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Lyrics / Video of Song : Tum Bin Jaoon Kahan - By Kishore Kumar
tum bin jaaun kahaan, ke duniya mein aake
kuch na phir chaaha kabhii, tumako chaahake, tum bin
rah bhi sakoge tum kaise, ho ke mujhase juda
dhah jaaengi diivaaren, sun ke meri sada
aana hi hoga tumhen mere liye
saathi mere, suni raaha ke
kitani akeli si pahale, thi yahi duniya
tumane nazar jo mila lii, bas gai duniya
dil ko mili jo tumhaari lagan
diye jal gae, meri aah se
Top user comments for lyrics of song "Tum Bin Jaoon Kahan - By Kishore Kumar"
pistachioguy on Tuesday, May 10, 2011 @pistachioguy - In plain fact, the smoothest and softest voice ought properly to belong to Manna Dey, who for all practical purposes was light years ahead of Rafi or anybody else - songs like Bhay Bhanjana and Sur na Saje from Basant Bahar are impossible to sing with quite the degree of finess Manna da brought to bear on them. Technically he was superior to everyone else in voice quality, technique, and range. Others like Talat and Hemant had their moments - but Kishore sets a very high bar.
pistachioguy on Saturday, May 07, 2011 To suggest that Kishore was only about "yodeling" and nothing more demonstrates a complete lack of musical knowledge.
The basic difference between Kishore and Rafi was that Kishore had a purer tone and better voice quality.
Rafi may have been technically trained with harkats and aakars, but that only made his singing sound needlessly complicated.
What Rafi would say in 10 notes, Kishore would say better in 3.
AbhijitDu on Sunday, August 22, 2010 People, stop comparing! Rafi seems to sing it in a more sophisticated way because Shashi Kapoor is an educated city guy. Kishore seems to sing it in a more free and rustic manner to match Bharat Bhushan's character in the movie.
Rafi & KK weren't supposed to sing it exactly like each other, because the characters/personality of the actors in the movie aren't the same!
wtc175 on Tuesday, May 10, 2011 @pistachioguy Thanks again. In fact I am a musician/composer and good friends with Chris Franke (ex Tangerine Dream and Hollywood film composer) .If you are inclined to - have a listen to my own releases. Google 'Ashok Prema'. I will shortly be uploading a project I did with Mangal Singh 20 years ago - modern versions fo Rafi classics.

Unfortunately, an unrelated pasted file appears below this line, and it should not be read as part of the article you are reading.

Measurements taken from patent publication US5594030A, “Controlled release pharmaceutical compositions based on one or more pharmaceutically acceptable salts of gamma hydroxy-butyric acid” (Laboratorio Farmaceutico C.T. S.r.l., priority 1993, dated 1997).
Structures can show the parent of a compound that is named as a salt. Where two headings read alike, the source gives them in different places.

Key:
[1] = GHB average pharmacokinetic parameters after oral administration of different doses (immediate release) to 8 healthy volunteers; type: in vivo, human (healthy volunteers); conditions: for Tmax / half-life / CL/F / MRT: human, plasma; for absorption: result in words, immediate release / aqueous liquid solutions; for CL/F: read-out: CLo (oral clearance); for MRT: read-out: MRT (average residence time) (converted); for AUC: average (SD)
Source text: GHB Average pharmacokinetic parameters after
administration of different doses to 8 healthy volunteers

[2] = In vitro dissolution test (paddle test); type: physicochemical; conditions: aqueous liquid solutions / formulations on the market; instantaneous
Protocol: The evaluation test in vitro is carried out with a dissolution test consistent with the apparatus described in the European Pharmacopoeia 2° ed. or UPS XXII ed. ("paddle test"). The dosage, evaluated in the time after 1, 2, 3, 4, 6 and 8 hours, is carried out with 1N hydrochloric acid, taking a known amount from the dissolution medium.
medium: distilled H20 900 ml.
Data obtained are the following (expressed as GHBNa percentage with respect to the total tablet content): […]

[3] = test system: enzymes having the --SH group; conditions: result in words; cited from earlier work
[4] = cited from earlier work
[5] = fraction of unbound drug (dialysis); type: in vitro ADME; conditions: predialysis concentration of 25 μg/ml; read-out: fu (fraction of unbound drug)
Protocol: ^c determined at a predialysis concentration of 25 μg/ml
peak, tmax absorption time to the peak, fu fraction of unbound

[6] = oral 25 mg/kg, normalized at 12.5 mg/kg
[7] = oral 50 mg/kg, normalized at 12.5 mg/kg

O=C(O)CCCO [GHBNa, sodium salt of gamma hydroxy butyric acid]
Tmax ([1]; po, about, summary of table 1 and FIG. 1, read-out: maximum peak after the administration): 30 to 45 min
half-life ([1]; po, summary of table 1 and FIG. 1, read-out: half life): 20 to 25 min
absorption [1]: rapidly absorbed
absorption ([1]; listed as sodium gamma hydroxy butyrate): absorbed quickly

indiguj on Wednesday, August 25, 2010
frankly Kishores voice is a ringing freshness and not a straineous lengthy sometimes annoying ragas . Apart from that he was a great actor,comedian,character actor,lyricist,writters,music composer..wow !!! endless achievements. Such personalities are rare.
Mahagedara2 on Friday, July 23, 2010 @ProfessorNimal - Actor is Bharat Bhushan.
Your user name looks like a SrI Lankan name. If That is so, Bharat Bhushan was the main actor in Angulimala.
Elveen88 on Friday, June 04, 2010 kishore kumar has this sensational charm in his voice that makes you wana hear his song everytime it is played. so amazing
cbhavsarUSA on Thursday, September 30, 2010 Well.................Kishoreda Vession is the Best.....what a great song from 1960's.
pistachioguy on Monday, May 09, 2011 @wtc175- LOL! That is funny! That is the first time anyone has done trigonometric analysis on vocal quality and culture- I have never heard of it, but if such a methodology exists then I can only call it ridiculous.
Vocal quality and tone are not measured abstractly or by some pretend amateurish mathematical analysis- tomorrow someone will take a partial derivative of the decay and sustain relative to volume- all bloody humbug! LOL!
Kishore's voice has a dimension, and "edge" - Rafi's doesn't.
pistachioguy on Monday, May 09, 2011 Just checked- nowhere is it mentioned that the human voice is in "sine wave" form- in fact, the human voice is regarded as an aggregate and composite of several waves due to overtones and natural harmonics- nothing in fact is in pure sine wave - not amplitude, nor frequency- in fact, numerical analysis of voice synthesis is fraught with error- here's a worthwhile citation- "Sine-wave speech is an intelligible synthetic acoustic signal composed of three or four time-varying sinusoids" Remez, '81